Otto parole d’italiano secondo il quotidiano israeliano “Haaretz” da imparare. Vediamo quali:
Italian Words We Should Be Using in English
Words like chiacchierone and mozzafiato are sonorous, playful and really fun to say!
I’ve written about my favorite German words and my favorite Spanish words, two languages with which I am fairly well acquainted. My experience of Italian is nothing like as rich as of German or Spanish – I have never lived in the country, I have never walked in their shoes. But I have visited on a fair number of occasions, and each time I’ve scrabbled words together from a hodgepodge of dog-eared phrasebooks and chance encounters.
My relative unfamiliarity is not the only obstacle to the compilation of a list of favorite words – there are simply so many wonderful ones in Italian. I know, I know, there are in every language. But Italian just rolls off the tongue, winks at your cochlea and tonotopically tickles your inner ear. A colleague of mine recently commented, “Italian even sounds stunning when you’re saying something unpleasant”.
So I’m spoilt for choice, but hopefully not by it. Here goes.
1. Allora (conjunction) – Then, so
When you start learning a language, there are always some words that jump out from otherwise incomprehensible sentences. It gives you the hope that one day, maybe, the rest of the sentence will become equally as easy to process. So it is with the word allora, which your Italian counterpart will draw out before you prior to plunging into a scintillating sentence. It’s one of those slightly fuzzy words whose translation all rather depends upon the context in which it is used, but it can most typically be translated as “so” or “then”.
Alloooora, andiamo avanti con questa storia?
2. Rocambolesco (adj.) – Fantastic, adventurous, nail-biting
The language nerds and linguists among you will no doubt point to the French origin ofrocambolesco. Rocambole is a fictional character developed by the French writer Pierre Alexis Ponson du Terrail in the 19th century. The French word rocambolesque then evolved from this character’s predilection for swashbuckling adventure, and the Italian word denotes a heady fusion of the fantastical, the adventurous, the daring, the nail-biting and the downright incredible. This is the romanticised image I had in my head as I boarded the plane to Italy as an 18 year old readied for a solo romp around western Europe.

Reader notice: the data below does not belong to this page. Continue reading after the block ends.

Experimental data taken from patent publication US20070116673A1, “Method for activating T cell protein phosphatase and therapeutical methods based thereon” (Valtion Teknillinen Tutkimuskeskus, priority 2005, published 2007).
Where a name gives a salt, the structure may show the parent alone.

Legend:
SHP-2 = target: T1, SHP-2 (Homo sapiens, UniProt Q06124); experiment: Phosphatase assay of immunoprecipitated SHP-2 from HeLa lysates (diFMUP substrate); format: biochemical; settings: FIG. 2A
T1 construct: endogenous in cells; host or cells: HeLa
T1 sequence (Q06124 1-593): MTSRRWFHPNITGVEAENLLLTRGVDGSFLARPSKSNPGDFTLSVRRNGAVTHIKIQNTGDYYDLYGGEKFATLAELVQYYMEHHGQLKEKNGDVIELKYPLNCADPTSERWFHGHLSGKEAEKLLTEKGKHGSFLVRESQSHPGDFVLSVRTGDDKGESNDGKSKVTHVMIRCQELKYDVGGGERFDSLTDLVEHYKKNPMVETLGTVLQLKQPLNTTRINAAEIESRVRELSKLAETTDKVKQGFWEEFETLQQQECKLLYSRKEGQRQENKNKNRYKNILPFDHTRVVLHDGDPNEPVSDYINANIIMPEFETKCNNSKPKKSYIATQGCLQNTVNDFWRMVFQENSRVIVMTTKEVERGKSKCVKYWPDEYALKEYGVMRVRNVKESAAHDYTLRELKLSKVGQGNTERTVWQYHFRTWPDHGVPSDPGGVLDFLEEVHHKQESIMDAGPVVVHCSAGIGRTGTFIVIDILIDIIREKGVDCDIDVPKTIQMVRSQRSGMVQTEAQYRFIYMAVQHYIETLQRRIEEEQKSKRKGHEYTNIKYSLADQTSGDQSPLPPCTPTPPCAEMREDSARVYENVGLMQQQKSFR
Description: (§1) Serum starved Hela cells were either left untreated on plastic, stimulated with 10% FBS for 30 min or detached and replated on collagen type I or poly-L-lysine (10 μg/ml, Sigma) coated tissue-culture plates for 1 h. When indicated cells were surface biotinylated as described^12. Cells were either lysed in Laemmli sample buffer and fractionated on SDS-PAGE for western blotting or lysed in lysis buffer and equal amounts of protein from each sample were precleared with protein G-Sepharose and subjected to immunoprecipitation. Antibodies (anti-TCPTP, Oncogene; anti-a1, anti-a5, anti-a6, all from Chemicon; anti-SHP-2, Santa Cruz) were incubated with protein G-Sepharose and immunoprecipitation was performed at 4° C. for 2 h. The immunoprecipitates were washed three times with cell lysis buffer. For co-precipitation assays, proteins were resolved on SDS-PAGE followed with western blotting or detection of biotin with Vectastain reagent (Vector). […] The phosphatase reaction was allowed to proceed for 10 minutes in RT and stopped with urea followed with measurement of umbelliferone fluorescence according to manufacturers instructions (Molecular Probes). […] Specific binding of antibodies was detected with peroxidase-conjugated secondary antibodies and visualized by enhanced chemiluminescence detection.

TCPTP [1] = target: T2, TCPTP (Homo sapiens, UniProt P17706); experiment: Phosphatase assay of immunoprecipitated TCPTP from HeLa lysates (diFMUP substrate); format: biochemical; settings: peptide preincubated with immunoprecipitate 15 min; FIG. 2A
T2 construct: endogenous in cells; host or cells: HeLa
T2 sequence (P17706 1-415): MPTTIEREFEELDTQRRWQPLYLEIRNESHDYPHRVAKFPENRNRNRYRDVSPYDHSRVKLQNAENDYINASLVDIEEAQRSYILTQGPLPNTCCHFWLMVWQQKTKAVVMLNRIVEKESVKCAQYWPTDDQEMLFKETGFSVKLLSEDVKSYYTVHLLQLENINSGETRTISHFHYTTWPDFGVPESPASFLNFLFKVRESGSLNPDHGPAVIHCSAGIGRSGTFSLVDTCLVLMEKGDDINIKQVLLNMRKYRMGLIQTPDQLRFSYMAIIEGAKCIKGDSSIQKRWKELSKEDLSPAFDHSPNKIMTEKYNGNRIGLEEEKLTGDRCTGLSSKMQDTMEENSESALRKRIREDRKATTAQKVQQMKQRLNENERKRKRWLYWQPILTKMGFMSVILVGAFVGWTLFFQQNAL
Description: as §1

3. Chiacchierone/a (noun) – Chatterbox
I had planned a trip around Italy, Austria, Switzerland and southern Germany to eradicate any remaining savings hoarded during a year of work and travel. In Venice, I met an old school friend of Italian descent and proceeded to mull around the canals trying to take stock of this surreal theme park of a city while she prattled on about the gossip from her first year at university. And then she paused in a moment of self-reflection;
“Ah I’m such a whatchamacallit.”
“Well, yes, perhaps, but that rather depends on what you mean by whatchamacallit”, I responded.
“I’m a proper … chiacchierona. I never shut up! How do you say that in English again?”
A chiacchierona, we quickly established, is a chatterbox, a prattler, a tattler, a loose-lipped blabbermouth. It’s also a fabulous word with bundles of chit-chattering cha-cha-cha sounds and a shovel full of imagery. And what’s more, all of the derivatives are equally as beguiling;Chiacchiera or chiacchierata (chit-chat) and the verb chiacchierare (to chatter). If you take your chiacchiera one step toward the more malicious, you’ll stumble across another lexical gem; pettegolezzo, or gossip.
4. Sfizio (noun) – Whim
I’m not a big shopper. My shopping trips are executed with military precision and discipline; tunnel vision in aisles of distraction. And yet as I boarded the train to be whisked away from Venice Metro to Ferrara, I found myself weighed down by an assortment of carnevaleparaphernalia, the utter uselessness of which became increasingly manifest with every meter gained between Venice and this otherwise thrifty traveller. I now attribute the momentary lapse in providence to lo sfizio del vacanziere – the whim of the holidaymaker.
Sfizio: the tongue sizzles and fizzles with the two opening consonants, achieving an even higher frequency vibration on the third. It sounds great, and I like the meaning, too. As much as I would have liked to see myself as a vero viaggiatore – a true traveller – it’s ever so hard to convince oneself of this with a plastic carnival mask in hand. Not rocambolesco. Not at all.
5. Struggimento (noun) – Misery
From Ferrara I bundled into Bologna, trusty guidebook in hand, expecting a bustling student town. One of the drawbacks of guidebooks is that they sometimes cause one to abandon common sense and curiosity. University was out, the sky was overcast, and the conference brigade was in town. I flicked through to the accommodation section and was alarmed to see one measly hostel. I phoned. Full. I trotted from one budget hotel to another. Full. All full. Awful. I turned to tourist information for the first time in my life.
“Non sapevi che c’è una conferenza in città? Gli hotel sono tutti pieni.”